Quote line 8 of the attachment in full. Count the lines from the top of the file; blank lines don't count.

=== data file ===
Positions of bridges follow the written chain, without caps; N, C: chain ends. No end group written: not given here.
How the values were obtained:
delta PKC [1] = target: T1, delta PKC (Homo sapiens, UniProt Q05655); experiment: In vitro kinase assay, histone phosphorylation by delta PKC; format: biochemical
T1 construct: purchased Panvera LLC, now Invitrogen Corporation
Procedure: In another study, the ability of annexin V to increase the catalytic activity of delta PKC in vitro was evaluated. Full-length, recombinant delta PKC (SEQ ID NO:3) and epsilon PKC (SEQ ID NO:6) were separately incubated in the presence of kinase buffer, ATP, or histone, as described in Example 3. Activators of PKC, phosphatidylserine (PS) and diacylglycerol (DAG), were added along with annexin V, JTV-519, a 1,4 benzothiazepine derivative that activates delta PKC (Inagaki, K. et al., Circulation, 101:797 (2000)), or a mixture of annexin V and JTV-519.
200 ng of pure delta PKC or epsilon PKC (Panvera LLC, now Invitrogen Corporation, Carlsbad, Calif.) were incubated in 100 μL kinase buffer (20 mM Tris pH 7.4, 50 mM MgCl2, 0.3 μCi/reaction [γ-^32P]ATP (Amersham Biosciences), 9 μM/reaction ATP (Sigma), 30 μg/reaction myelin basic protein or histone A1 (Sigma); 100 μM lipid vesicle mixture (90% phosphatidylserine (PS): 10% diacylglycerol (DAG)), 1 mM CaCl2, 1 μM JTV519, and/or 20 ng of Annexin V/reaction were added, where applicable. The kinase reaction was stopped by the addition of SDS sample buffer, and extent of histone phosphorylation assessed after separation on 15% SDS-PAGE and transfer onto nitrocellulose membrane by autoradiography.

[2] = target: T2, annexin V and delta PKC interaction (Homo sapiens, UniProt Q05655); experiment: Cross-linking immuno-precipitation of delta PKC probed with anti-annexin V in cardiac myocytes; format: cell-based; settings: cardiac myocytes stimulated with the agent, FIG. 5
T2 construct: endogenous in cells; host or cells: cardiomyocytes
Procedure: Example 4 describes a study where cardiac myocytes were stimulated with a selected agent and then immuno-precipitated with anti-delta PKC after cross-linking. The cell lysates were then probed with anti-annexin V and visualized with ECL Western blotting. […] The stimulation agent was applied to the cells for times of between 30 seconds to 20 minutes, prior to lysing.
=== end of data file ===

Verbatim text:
T2 construct: endogenous in cells; host or cells: cardiomyocytes